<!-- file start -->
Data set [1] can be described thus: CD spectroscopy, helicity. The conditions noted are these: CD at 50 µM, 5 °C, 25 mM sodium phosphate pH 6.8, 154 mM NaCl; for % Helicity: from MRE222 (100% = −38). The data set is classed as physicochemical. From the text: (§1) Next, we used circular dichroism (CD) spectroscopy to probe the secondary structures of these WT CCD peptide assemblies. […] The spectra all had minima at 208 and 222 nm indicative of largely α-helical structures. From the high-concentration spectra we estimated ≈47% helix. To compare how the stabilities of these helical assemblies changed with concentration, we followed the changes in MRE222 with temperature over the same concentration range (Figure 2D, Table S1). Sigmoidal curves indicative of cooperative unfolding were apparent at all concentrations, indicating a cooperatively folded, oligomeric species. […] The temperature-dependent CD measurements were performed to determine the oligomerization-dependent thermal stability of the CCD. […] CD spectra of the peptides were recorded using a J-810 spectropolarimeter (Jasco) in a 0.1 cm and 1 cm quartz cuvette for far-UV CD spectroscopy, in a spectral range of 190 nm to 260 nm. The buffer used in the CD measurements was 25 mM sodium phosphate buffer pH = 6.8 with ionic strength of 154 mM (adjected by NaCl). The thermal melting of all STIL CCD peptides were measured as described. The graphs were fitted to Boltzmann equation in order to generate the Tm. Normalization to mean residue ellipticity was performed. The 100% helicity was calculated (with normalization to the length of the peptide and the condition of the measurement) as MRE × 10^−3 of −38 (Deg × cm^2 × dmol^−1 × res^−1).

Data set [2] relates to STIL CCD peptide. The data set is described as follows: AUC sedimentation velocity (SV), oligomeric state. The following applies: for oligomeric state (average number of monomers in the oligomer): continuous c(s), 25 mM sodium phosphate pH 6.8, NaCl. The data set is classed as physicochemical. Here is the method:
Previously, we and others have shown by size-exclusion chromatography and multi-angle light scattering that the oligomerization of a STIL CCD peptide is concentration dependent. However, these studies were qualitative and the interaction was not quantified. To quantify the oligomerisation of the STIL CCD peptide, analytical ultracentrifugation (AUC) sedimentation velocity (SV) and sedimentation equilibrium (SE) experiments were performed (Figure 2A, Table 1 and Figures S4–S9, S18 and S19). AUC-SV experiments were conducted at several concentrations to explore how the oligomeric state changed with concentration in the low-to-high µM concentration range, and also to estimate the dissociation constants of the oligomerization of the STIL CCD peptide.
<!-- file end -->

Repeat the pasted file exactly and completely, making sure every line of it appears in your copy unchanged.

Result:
Data set [1] can be described thus: CD spectroscopy, helicity. The conditions noted are these: CD at 50 µM, 5 °C, 25 mM sodium phosphate pH 6.8, 154 mM NaCl; for % Helicity: from MRE222 (100% = −38). The data set is classed as physicochemical. From the text: (§1) Next, we used circular dichroism (CD) spectroscopy to probe the secondary structures of these WT CCD peptide assemblies. […] The spectra all had minima at 208 and 222 nm indicative of largely α-helical structures. From the high-concentration spectra we estimated ≈47% helix. To compare how the stabilities of these helical assemblies changed with concentration, we followed the changes in MRE222 with temperature over the same concentration range (Figure 2D, Table S1). Sigmoidal curves indicative of cooperative unfolding were apparent at all concentrations, indicating a cooperatively folded, oligomeric species. […] The temperature-dependent CD measurements were performed to determine the oligomerization-dependent thermal stability of the CCD. […] CD spectra of the peptides were recorded using a J-810 spectropolarimeter (Jasco) in a 0.1 cm and 1 cm quartz cuvette for far-UV CD spectroscopy, in a spectral range of 190 nm to 260 nm. The buffer used in the CD measurements was 25 mM sodium phosphate buffer pH = 6.8 with ionic strength of 154 mM (adjected by NaCl). The thermal melting of all STIL CCD peptides were measured as described. The graphs were fitted to Boltzmann equation in order to generate the Tm. Normalization to mean residue ellipticity was performed. The 100% helicity was calculated (with normalization to the length of the peptide and the condition of the measurement) as MRE × 10^−3 of −38 (Deg × cm^2 × dmol^−1 × res^−1).

Data set [2] relates to STIL CCD peptide. The data set is described as follows: AUC sedimentation velocity (SV), oligomeric state. The following applies: for oligomeric state (average number of monomers in the oligomer): continuous c(s), 25 mM sodium phosphate pH 6.8, NaCl. The data set is classed as physicochemical. Here is the method:
Previously, we and others have shown by size-exclusion chromatography and multi-angle light scattering that the oligomerization of a STIL CCD peptide is concentration dependent. However, these studies were qualitative and the interaction was not quantified. To quantify the oligomerisation of the STIL CCD peptide, analytical ultracentrifugation (AUC) sedimentation velocity (SV) and sedimentation equilibrium (SE) experiments were performed (Figure 2A, Table 1 and Figures S4–S9, S18 and S19). AUC-SV experiments were conducted at several concentrations to explore how the oligomeric state changed with concentration in the low-to-high µM concentration range, and also to estimate the dissociation constants of the oligomerization of the STIL CCD peptide.